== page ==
Viewing Bunraku through the Lens of Anime

I would like to briefly address the question of whether or not bunraku (traditional Japanese puppet theater) can be considered a predecessor of anime. There are multiple points on which this comparison can be made, including the use of constructed beings to represent humans, the use of type characters, plots which are enjoyed for their familiarity as much as their originality, exaggerated movements and expressions understood as signifiers of emotions by the audience, the tradition of adaptation from other sources, and so on. Many of these trends are not true of just anime and bunraku, but rather apply to a number of different forms both of traditional Japanese performance and modern entertainment. That being said, there are a number of points that I find to be of particular interest when viewing bunraku and its stories from a modern vantage point (as we inevitably must).

First is the act of using constructed non-human actors to act out humans. Despite the initial disadvantages we are initially struck with as viewers attempting to relate to the wooden dolls of bunraku, puppets (like cartoons) provide both a safe distance from which we can view the events unfolding, as well as a blank slate onto which we can more easily paint ourselves and vicariously enjoy the action of the story. Inasmuch as the puppets are not humans, they cannot be specific humans, and their faces, standardized by character type, allow us as the viewer to imagine the characters as ourselves, a friend, an enemy, or perhaps to leave them as simply a fantastic other. More so, the puppets can constantly shift between these positions. The moment they are portrayed by human actors, the characters lose a great degree of this fluidity and become a person. In Tokugawa Japan and among those who watch anime, there is often a great deal of desire for the possibility of living out experiences which are barred to us. Be that passionately giving our lives for love and leaving behind our worldly ties as in Amijima, or following our one true love across years upon years of disappointment and frustration only to finally be together as in countless shojo anime.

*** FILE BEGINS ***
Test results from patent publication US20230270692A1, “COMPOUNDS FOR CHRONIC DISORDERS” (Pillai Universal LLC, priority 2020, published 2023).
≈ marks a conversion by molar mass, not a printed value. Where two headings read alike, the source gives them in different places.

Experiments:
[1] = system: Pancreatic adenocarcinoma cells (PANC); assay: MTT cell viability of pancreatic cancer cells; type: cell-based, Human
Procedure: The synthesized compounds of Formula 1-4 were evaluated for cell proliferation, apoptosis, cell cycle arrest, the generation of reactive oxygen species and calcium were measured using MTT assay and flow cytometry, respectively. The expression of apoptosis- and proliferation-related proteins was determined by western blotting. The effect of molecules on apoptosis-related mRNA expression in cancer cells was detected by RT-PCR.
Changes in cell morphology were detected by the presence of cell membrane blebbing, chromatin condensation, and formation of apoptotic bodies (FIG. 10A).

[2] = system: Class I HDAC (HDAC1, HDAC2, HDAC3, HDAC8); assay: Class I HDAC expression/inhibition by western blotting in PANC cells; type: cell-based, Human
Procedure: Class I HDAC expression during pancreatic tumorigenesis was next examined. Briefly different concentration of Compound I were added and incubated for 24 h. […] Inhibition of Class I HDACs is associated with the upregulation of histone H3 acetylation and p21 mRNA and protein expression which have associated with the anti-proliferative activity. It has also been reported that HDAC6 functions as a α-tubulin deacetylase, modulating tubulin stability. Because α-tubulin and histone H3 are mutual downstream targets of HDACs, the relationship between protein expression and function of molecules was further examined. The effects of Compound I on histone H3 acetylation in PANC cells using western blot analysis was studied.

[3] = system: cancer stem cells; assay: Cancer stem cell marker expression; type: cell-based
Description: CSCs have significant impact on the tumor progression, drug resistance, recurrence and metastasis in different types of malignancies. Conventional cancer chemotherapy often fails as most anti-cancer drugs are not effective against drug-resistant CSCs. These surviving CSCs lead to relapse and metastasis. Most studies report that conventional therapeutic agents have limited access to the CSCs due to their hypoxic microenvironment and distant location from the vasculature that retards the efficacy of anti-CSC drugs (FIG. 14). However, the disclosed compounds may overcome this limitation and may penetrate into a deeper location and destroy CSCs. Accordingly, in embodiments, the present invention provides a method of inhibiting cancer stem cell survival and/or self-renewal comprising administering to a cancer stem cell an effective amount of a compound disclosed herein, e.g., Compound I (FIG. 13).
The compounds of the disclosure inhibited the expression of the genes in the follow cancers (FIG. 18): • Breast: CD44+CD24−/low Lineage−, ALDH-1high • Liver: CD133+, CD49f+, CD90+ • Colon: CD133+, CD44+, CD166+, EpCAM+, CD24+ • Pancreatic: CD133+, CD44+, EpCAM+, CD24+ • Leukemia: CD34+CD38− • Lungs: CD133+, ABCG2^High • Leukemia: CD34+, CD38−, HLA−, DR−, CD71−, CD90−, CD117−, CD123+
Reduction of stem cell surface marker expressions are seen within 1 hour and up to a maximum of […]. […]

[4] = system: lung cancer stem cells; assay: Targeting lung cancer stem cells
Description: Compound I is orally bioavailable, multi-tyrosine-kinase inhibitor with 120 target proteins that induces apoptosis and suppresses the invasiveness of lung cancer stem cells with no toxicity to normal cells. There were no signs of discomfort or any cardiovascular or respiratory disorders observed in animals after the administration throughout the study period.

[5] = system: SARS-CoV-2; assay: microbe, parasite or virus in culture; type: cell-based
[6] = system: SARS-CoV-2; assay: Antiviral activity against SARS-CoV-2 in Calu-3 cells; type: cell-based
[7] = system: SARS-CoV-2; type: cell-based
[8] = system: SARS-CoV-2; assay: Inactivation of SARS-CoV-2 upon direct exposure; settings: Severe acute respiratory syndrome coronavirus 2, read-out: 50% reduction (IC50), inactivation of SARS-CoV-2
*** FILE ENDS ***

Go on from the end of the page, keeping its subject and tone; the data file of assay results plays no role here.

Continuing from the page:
The space between the puppet/cartoon and the viewer is bridged in large part by certain actions the the audience learns to interpret. These actions more than make up for the lack of detail in facial emotions by allowing the puppets/cartoons to easily portray even emotions which do not normally register clearly in faces. While appearing completely unnatural to an unaccustomed audience, an experienced audience ceases to see the motions and symbols as such, and rather directly registers them as the character’s emotions. Certainly, kabuki and bunraku borrowed from one another in these emotive actions, but I would argue that such unnatural actions seem more at home with unnatural actors and pull the viewer in. In contrast, with kabuki’s live actors it seems that it would be difficult to see the actors as being realistic when they used such ridiculous motions. In short, the exaggerated is at home in the unreal, where it only serves to make the real seem unreal.

While I was only able to touch on a couple of points, I think that by studying the medium of bunraku, and particularly by comparing it with the modern medium of anime, we are able to understand to a greater extent how these fantastic and predictable plays that now seems so abstract could have obtained a greater popularity than kabuki when depicting not simply the fantastic, but the very real and very relevant.

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